In an issue from our church magazine in 1919 there was a letter from the Rector, the Reverend Jenkins. He was priest here from 1914 and he was exhausted. Throughout the first world war he had been looking after Grangemouth as well as Falkirk and the mission church had opened there with a curate helping out. His parish was huge, the roads were difficult, and the troops deployed at Grangemouth needed pastoral support. He was also overrun with blessing the many marriages which take place in the time of war.
By 1918 he knew he needed extra help and then when the curate at Grangemouth caught Spanish flu, I imagine he was at the end of his tether. Although he had the help of a ‘lady worker’ it just wasn’t enough so he wrote to the Home Mission Board asking for help. He told them his doctor had ordered him to rest for three to four months. However this just cannot happen. He looks for help with the mission churches that need supporting at this busy time. He says he is not even considering that Grangemouth and Falkirk may become important industrial centres after the war.
On top of this there was clearly a real problem of income for him. He wrote a letter to the congregation saying that although his stipend was comparable to similar charges before the war, the value has dropped by 50% during the war and so they are being asked to present money as an Easter offering to the Rector. (In those days the collection for Easter was a key part of the Rector’s income.)
In 1919 things had got very bad indeed for Jenkins and he gave his resignation. In June fourteen members of the congregation presented the Rector with a petition signed by 500 adult communicant members asking him to reconsider his resignation, and offering more help. Rev Jenkins was deeply touched at the gesture, but felt unable to change his mind. He did, however, feel that the petition was the highest compliment the congregation could offer. By August he and his wife moved near to Rugby to a charge which was considered lighter.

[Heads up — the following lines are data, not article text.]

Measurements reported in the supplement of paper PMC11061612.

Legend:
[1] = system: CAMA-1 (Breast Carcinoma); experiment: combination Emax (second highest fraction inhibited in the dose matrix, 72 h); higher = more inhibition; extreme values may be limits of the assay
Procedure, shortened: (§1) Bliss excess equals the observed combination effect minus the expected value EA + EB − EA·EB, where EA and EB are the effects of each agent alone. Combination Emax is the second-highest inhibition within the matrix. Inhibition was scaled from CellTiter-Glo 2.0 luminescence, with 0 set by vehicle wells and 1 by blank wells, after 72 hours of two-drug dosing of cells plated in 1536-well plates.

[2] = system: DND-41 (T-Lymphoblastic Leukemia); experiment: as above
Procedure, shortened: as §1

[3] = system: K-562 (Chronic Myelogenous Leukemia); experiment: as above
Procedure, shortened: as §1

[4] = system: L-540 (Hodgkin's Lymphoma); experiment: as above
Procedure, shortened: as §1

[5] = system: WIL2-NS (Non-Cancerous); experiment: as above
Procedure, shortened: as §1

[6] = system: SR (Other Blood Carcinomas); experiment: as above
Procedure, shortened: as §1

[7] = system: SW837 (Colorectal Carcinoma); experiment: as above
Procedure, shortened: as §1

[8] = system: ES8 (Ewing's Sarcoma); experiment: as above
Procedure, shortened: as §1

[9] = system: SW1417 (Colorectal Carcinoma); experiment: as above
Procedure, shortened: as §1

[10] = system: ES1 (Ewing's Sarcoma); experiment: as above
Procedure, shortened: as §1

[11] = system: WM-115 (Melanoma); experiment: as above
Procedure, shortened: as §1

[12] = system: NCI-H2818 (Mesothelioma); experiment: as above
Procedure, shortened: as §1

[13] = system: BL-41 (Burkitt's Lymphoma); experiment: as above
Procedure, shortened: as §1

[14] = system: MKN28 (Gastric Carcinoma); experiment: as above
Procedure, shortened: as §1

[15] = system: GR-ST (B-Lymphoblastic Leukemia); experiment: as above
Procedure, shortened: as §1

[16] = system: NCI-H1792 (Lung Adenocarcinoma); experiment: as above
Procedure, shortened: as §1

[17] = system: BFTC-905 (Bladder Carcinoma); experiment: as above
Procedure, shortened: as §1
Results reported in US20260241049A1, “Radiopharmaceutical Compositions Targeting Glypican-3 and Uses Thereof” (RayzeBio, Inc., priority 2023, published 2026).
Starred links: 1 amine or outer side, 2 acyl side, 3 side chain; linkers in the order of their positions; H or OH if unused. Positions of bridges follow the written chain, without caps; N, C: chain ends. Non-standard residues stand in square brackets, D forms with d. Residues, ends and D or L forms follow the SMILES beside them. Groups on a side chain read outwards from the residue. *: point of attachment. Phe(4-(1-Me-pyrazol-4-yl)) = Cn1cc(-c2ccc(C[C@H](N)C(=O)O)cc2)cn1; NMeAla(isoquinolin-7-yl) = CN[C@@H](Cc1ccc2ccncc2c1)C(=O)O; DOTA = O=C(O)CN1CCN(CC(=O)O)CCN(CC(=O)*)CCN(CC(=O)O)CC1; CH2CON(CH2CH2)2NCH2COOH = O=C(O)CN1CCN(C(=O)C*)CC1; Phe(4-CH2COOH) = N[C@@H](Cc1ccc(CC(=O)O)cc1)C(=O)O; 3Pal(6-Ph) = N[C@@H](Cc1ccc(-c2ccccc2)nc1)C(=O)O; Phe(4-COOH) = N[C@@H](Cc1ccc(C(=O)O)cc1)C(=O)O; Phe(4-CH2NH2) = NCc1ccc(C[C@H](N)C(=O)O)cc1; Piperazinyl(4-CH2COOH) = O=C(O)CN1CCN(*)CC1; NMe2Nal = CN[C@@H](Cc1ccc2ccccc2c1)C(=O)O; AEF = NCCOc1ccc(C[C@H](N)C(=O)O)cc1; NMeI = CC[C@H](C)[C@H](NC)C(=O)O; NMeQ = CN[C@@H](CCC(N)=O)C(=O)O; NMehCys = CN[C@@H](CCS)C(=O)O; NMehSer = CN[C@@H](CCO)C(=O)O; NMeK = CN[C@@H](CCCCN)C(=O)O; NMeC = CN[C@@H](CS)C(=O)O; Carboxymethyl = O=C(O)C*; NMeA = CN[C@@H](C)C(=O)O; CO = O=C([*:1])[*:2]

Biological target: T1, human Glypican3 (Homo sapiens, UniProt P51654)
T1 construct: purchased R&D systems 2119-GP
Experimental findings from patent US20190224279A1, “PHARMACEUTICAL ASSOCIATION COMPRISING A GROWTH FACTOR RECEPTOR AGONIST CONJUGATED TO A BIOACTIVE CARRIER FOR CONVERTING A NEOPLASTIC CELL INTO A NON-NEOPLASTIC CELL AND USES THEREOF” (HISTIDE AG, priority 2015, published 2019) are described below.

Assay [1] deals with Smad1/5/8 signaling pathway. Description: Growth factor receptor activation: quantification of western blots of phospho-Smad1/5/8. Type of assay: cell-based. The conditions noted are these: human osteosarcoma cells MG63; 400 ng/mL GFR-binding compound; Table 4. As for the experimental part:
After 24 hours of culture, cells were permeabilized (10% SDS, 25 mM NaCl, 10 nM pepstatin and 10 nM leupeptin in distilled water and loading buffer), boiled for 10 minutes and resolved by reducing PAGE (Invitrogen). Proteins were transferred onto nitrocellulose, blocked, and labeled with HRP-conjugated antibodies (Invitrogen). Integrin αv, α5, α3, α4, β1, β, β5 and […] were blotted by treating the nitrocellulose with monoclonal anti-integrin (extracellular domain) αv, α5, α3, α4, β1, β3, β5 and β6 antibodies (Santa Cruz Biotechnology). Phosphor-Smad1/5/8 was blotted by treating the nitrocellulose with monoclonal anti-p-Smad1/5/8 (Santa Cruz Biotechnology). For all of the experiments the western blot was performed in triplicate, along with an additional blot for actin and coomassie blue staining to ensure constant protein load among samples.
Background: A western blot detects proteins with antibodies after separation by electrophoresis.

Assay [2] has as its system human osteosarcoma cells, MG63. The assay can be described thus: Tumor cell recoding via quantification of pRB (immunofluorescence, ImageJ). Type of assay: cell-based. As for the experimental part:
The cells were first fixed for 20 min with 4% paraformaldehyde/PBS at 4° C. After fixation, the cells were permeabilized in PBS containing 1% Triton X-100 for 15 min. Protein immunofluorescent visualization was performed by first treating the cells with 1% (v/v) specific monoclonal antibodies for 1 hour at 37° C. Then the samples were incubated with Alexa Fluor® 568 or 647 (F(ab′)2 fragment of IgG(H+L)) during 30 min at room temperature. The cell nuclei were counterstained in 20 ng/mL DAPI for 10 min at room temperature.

Poor old Jenkins. You can’t help but feel sorry for him. At this time of year we remember those who lost their lives in the war but perhaps we forget those who were left at home to do the caring.
Who cares for the carer? An eternal question.
So this week I’m thinking of all clergy who struggle with parish life. I’m thinking of those with more than one Charge who feel they never give enough time to each one. I’m thinking of those who find it hard to delegate and ask for help. I’m thinking of those who dread the season of Advent and Christmas because they just don’t feel creative. I’m thinking of clergy who never find time to read and the well on which they draw inspiration for preaching has run dry.